RRSP Season 2012: Fund Facts for mutual funds

If you are looking at purchasing a mutual fund this RRSP season, you will want to take advantage of a relatively new document that contains key information about mutual funds.

This document, known as Fund Facts, includes a description of the mutual fund, as well as answers to important questions you should be asking when you are making any type of investment.

Some of the questions the Fund Facts document poses are:

What does the fund invest in?

  • This is where you will find a snapshot of the fund’s holdings, including the top 10 positions of the fund, what percentage of net asset value they represent, and the investment mix.

How has the fund performed?

  • Here you will find past performance of the fund, with average and year-by-year returns going back 10 years if the fund has been around that long. If not, this section will show the fund’s performance from the date it was created and became a reporting issuer. Returns are after the deduction of expenses, which can reduce the fund’s returns.

Who is it for?

  • This part of the document discusses suitability – the kind of investor and the type of portfolio the mutual fund is designed for.

How risky is it?

  • This section contains a table with a risk rating. There are five ratings available for the fund to use: “low”, “low to medium”, “medium”, “medium to high”, and “high”. The fund will identify which category it falls under using the risk classification methodology chosen by its manager.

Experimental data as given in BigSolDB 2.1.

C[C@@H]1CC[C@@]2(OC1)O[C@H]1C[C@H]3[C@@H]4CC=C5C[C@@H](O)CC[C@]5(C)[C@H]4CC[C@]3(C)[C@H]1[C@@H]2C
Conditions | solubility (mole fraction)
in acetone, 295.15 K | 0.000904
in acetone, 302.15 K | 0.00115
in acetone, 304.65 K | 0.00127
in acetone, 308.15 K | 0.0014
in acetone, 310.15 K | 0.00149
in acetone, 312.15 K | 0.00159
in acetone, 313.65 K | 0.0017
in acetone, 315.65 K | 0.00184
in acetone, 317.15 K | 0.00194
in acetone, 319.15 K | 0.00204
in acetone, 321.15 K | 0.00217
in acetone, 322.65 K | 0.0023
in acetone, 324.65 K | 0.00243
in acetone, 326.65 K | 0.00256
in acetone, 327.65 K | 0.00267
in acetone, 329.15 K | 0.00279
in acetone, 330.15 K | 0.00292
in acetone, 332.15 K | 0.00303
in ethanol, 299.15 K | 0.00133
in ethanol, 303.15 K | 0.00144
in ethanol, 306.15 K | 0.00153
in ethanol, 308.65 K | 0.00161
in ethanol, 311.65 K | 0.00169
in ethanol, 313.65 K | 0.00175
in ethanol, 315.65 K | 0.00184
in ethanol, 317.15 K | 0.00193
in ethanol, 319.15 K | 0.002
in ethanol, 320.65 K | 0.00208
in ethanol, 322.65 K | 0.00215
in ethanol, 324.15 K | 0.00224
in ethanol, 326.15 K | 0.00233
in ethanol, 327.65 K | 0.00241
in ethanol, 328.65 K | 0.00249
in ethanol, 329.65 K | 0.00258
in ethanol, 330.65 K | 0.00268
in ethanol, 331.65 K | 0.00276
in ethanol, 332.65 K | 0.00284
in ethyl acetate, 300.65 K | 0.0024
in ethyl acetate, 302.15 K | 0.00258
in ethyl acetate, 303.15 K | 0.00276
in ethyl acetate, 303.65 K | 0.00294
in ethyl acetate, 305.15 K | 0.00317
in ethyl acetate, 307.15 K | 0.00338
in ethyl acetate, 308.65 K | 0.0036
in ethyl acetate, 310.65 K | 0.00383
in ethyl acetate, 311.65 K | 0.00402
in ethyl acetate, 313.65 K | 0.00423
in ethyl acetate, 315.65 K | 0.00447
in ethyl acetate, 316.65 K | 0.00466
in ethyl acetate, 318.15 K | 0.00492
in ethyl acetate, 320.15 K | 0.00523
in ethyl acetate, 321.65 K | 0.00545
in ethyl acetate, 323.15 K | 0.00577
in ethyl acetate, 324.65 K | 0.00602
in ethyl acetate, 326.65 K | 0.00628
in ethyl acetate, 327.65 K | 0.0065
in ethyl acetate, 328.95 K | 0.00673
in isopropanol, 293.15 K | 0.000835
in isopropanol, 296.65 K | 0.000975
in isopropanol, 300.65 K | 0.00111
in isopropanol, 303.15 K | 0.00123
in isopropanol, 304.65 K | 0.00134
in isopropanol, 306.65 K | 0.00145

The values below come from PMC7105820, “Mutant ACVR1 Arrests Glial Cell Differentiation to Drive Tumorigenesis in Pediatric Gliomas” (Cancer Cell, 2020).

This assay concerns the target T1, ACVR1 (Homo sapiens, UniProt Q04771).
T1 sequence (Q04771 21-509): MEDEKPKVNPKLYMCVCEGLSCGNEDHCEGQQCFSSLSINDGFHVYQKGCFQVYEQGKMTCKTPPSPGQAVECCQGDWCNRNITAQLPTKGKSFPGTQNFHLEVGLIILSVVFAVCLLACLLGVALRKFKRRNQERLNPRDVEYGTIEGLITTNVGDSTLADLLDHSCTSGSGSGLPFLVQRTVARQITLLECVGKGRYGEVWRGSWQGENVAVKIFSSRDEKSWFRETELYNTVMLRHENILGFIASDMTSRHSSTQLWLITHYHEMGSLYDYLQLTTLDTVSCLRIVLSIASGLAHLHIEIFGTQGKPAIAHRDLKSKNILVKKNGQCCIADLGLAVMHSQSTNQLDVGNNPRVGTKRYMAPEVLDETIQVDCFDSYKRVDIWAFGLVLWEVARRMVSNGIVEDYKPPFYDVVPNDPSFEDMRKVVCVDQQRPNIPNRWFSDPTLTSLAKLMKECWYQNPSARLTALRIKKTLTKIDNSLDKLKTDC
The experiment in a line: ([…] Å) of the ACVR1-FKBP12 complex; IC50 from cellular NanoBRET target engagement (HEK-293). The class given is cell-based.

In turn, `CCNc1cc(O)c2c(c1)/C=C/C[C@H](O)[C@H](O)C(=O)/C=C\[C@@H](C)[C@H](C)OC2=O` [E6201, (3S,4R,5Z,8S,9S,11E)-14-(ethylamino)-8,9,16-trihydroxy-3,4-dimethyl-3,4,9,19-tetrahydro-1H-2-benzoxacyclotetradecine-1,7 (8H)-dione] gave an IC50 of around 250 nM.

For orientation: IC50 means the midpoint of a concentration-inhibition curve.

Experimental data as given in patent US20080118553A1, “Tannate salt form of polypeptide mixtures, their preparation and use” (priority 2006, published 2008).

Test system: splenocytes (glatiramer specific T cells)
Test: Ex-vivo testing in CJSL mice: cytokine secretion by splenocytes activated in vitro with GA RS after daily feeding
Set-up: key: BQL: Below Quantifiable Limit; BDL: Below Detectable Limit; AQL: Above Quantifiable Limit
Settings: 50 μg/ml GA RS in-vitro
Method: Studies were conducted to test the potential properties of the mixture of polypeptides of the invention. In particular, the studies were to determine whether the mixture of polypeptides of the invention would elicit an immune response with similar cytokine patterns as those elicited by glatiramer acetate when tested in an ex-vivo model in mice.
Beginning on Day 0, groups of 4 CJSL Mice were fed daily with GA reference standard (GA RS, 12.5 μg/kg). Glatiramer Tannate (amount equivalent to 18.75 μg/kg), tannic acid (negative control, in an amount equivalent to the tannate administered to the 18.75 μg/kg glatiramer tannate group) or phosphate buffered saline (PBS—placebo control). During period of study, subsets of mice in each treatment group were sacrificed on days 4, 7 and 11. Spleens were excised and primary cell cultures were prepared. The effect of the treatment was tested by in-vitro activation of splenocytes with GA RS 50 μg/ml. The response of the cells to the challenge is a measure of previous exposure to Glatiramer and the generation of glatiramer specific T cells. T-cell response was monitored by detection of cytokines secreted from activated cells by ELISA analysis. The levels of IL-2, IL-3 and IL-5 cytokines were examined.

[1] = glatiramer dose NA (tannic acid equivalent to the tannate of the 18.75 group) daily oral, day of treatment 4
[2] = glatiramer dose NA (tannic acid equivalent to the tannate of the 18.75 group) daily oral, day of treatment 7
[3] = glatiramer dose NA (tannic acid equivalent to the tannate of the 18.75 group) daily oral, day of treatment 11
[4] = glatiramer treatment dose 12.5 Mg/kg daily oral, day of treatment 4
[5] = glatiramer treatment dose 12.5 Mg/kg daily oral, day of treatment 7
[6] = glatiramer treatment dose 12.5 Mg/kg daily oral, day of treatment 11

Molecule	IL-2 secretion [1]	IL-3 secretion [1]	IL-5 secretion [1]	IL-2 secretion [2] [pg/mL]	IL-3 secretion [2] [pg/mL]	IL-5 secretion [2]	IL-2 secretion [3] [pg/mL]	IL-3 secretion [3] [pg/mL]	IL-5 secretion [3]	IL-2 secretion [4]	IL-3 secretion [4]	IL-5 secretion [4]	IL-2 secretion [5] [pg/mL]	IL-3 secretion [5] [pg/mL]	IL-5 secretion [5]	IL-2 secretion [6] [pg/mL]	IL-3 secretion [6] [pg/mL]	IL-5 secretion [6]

How much does it cost?

  • If you want to know what you are paying in various fees, you will want to go over this section in detail. This is where you will find explanations about sales charges, fund expenses – including the Management Expense Ratio (MER) and the Trading Expense Ratio (TER) – trailing commissions, and other fees.

The Fund Facts document also contains a “Quick facts” section, which gives you an overview of the fund, including its value on a particular date, who manages it, and the required minimum investment, among other things. Additionally, there are sections in Fund Facts where you can find out about guarantees, and how tax rules and rates may affect it.

As of January 1, 2011, Fund Facts has been required to be made available to investors on request or on the mutual fund’s or mutual fund manager’s website. You can also request it from the person who sells you the mutual fund or search for the document you are looking for at SEDAR.com.

Finally, below are some links to a few articles about Fund Facts that you may want to review.

Fund fact sheets can help you help yourself, The Globe and Mail

Fund Facts – The answer to every advisor’s prayer?, Financial Post

Helping out with Fund Facts, Investment Executive

Watch for our final RRSP post next week.